Hemel Hempstead

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Coordinates: 51°45′09″N 0°28′09″W / 51.7526°N 0.4692°W / 51.7526; -0.4692

Hemel Hempstead
Row of brightly painted cottages
Hemel Hempstead High street
Hemel Hempstead is located in Hertfordshire
Hemel Hempstead
Hemel Hempstead
 Hemel Hempstead shown within Hertfordshire
Population 81,143 
OS grid reference TL 056 071
District Dacorum
Shire county Hertfordshire
Region East
Country England
Sovereign state United Kingdom
Post town HEMEL HEMPSTEAD
Postcode district HP1, HP2, HP3
Dialling code 01442
Police Hertfordshire
Fire Hertfordshire
Ambulance East of England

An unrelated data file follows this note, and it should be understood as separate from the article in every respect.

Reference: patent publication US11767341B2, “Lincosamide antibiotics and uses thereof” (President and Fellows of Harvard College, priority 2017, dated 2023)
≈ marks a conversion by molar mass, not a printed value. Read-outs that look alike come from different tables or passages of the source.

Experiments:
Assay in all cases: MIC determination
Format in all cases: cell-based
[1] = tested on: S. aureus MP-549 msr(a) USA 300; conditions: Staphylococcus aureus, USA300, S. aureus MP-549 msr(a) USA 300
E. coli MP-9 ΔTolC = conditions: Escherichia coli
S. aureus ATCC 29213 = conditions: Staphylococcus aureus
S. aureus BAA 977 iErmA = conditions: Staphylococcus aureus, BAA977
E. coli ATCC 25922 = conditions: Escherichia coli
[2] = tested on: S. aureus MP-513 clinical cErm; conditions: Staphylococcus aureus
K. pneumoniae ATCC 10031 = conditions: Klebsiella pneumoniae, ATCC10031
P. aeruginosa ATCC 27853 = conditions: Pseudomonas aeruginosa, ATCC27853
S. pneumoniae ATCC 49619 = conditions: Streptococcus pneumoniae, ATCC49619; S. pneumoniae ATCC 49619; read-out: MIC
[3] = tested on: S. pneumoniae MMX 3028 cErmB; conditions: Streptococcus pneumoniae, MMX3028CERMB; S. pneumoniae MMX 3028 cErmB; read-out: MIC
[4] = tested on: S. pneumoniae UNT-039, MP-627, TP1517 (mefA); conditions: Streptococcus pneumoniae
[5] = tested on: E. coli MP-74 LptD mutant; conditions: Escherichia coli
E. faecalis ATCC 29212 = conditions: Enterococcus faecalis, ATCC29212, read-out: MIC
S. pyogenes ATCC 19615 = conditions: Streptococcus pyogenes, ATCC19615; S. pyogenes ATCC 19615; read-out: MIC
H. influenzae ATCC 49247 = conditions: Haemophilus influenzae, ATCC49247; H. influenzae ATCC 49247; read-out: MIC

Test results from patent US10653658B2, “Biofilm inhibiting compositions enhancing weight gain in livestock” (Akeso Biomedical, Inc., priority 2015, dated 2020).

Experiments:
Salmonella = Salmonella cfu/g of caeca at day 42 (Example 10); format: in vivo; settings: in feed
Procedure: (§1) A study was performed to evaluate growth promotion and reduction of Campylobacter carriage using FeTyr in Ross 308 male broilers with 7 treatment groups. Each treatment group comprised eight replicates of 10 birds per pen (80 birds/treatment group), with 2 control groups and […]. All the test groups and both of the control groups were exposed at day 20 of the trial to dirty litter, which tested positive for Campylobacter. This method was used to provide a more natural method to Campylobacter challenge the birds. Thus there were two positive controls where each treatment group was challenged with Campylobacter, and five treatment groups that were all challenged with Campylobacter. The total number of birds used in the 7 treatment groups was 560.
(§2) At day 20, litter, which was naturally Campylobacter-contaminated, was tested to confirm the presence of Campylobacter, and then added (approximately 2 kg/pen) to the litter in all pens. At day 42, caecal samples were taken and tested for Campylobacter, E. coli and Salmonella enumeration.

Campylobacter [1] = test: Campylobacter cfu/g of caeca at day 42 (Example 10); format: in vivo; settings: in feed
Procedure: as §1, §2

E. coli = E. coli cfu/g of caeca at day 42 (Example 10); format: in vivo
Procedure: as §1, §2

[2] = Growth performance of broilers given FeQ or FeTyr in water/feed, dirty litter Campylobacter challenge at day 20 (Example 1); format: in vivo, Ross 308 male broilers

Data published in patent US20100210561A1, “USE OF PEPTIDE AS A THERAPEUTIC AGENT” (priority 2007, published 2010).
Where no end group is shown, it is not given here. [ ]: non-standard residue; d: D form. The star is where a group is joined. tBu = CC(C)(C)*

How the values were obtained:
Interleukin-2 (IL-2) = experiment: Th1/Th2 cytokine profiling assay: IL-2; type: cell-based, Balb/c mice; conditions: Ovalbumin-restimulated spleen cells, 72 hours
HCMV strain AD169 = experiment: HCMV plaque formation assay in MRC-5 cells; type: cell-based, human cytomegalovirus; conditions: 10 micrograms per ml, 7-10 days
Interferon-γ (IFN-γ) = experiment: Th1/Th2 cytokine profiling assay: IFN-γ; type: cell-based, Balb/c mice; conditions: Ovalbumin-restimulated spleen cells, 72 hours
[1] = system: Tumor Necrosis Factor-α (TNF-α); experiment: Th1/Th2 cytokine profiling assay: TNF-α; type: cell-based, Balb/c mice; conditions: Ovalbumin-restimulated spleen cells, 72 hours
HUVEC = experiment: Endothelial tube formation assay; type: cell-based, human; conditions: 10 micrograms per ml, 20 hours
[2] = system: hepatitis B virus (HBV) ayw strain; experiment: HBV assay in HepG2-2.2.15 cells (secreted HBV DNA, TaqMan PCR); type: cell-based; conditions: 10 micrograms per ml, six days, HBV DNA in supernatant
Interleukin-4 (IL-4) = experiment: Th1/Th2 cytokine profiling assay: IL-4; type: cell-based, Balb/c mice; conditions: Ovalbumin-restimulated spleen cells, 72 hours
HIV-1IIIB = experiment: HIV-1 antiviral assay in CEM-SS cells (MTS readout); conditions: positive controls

EU Parliament East of England
UK Parliament Hemel Hempstead
List of places
UK
England
Hertfordshire

Hemel Hempstead /ˈhɛməl ˈhɛmpstɨd/ is a town in Hertfordshire in the East of England, 24 miles (38.6 km) to the north west of London and part of the Greater London Urban Area. The population according to the 2001 Census was 81,143, but now

is estimated at around 89,000 by Hertfordshire County Council.

Developed after World War II as a new town, it has existed as a settlement since the 8th century and was granted its town charter by King Henry VIII in 1539. It is part of the district (and borough since 1984) of Dacorum and the Hemel Hempstead constituency.

History[edit]

Origin of the name[edit]